machine. Most public water supplies don’t present a radon risk, this is because
the water is aerated at the treatment site and the gas escapes into the
atmosphere. Most water that contains hazardous amounts of radon comes from
wells. Wells should be tested for radon if the building that they are supplying
contains hazardous amounts in the air. The testing procedures for water are
different from those used on air.(16)
Water containing radon can usually be treated. The most effective
treatment is to remove radon from the water before it enters the home, this is
called point of entry treatment. Water can also be treated at the tap, this is
known as point of use treatment. However this treatment is much less effective
at removing the risk.(17)
Radon travels through the ground and into the air, allowing the gas to
easily enter buildings and homes. There are many ways that the gas can enter a
building. Cracks in concrete slabs allow the gas to enter through the floor.
The gas also enters through pores and cracks that are found in concrete
foundations. Faulty wall to floor joints also allow entry. Exposed soil
creates more radon as uranium decays within the soil. A weeping drain tile that
is drained to an open sump will cause radon to enter the home more easily.
Loose pipe fittings will allow enough of an opening to let radon gas enter.
Open tops of block walls let the gas move from the foundation and release in an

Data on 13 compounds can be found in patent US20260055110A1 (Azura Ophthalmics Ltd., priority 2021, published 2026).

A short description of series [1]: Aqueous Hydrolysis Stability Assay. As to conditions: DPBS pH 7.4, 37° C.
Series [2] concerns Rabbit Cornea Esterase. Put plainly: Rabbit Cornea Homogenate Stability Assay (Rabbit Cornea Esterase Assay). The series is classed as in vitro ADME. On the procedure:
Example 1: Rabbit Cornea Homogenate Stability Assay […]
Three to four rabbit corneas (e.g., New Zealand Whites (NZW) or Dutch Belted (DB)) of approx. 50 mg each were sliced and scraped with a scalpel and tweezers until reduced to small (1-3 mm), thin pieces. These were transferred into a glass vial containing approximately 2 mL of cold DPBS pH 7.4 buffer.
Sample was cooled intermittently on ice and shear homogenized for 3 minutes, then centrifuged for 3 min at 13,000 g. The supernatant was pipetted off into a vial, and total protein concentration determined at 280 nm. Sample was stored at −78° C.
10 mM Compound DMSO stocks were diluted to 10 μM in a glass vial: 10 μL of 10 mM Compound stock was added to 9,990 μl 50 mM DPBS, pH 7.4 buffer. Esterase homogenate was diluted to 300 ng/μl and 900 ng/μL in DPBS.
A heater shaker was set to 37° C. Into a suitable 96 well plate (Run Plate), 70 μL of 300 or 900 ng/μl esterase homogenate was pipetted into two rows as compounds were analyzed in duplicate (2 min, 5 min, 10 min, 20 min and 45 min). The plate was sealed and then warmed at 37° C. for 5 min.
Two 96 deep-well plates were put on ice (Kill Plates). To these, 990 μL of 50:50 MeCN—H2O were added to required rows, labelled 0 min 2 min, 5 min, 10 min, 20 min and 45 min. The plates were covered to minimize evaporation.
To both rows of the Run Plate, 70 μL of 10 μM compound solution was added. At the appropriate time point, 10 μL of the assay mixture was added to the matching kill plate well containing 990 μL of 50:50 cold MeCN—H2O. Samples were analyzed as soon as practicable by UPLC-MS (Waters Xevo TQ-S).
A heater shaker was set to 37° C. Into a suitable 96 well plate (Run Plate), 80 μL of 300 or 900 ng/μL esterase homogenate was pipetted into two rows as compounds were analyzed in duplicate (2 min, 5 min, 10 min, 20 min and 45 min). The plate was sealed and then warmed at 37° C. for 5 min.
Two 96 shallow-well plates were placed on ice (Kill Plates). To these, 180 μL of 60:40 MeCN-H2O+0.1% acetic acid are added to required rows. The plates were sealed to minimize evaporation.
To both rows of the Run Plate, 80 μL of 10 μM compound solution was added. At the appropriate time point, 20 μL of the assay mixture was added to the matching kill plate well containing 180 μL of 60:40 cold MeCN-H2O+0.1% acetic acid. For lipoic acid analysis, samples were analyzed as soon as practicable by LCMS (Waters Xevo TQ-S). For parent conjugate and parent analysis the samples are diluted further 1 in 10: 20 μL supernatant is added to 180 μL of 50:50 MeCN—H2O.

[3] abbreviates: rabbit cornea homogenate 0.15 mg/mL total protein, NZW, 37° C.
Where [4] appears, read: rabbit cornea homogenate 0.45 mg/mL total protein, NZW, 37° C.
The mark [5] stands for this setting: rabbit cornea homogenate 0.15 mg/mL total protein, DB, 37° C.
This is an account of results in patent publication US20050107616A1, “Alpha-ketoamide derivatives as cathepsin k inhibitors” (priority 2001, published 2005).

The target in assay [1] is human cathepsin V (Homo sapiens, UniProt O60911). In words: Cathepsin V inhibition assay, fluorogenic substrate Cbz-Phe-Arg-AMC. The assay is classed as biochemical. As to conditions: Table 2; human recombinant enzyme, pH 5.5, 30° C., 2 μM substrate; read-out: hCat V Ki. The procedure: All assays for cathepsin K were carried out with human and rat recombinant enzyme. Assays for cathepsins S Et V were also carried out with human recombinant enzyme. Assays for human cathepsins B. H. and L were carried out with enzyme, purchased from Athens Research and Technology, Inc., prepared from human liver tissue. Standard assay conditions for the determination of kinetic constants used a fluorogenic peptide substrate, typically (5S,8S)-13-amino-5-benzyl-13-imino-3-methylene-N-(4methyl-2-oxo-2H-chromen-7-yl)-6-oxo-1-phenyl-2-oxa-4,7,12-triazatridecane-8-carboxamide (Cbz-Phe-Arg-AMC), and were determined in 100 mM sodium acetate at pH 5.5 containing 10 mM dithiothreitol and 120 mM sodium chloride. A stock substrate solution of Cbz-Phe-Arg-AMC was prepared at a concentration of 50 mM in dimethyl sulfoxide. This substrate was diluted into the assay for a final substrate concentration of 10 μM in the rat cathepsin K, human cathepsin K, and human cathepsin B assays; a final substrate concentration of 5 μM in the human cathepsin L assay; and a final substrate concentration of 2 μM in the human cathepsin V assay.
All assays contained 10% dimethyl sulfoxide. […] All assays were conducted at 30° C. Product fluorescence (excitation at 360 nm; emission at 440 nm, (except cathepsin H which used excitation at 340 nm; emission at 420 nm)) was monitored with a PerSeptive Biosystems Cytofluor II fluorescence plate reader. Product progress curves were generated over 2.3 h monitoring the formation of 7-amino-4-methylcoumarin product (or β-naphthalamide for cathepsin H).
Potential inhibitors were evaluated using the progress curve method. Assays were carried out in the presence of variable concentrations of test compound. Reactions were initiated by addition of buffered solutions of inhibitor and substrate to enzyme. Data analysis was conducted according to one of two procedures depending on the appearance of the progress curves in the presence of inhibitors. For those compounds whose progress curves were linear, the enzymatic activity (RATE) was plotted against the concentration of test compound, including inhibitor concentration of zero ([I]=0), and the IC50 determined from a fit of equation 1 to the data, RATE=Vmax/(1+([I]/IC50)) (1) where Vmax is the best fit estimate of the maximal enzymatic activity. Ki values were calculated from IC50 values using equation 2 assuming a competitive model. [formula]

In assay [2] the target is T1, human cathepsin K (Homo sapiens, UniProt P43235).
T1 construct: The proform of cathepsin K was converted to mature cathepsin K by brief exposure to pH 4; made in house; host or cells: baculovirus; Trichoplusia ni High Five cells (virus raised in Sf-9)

open area. Also certain building materials, such as rock used in interior
construction of fireplaces, will release the gas. Domestic use of well water
allows the gas to enter through showers and through agitation processes.
The EPA reports that radon has been found in homes all across the United
States.(18) Testing is the essential key to knowing whether a home is at risk
from radon.(19) To test for radon special equipment must be used.(20) There
are a number of different devices for testing for radon on the market today.
Some devices are known as passive devices, and require no power to operate.
They consist of charcoal canisters, alpha track devices and charcoal liquid
scintillation. All of these devices are relatively simple, and can be purchased
at hardware stores. These devices are exposed to air in the building for a
specified length of time and then sent out to a processing laboratory for
analysis.(21) Active devices are test equipment that requires power to operate.
These devices continuously monitor for radon. They do this by recording the
amount of radon that is decaying in the building’s air. This type of testing is
more costly because it requires a professional, as well as expensive
equipment.(22) Testing can either be long term or short term. Long term tests
run for more than ninety days. Alpha track devices are most commonly used for
this type of test. The most common short term tests are charcoal canisters and
Reducing Radon Levels
There are a number of methods that can be used to reduce the amounts of
radon that enter a building. Soil suction is one such method, it draws the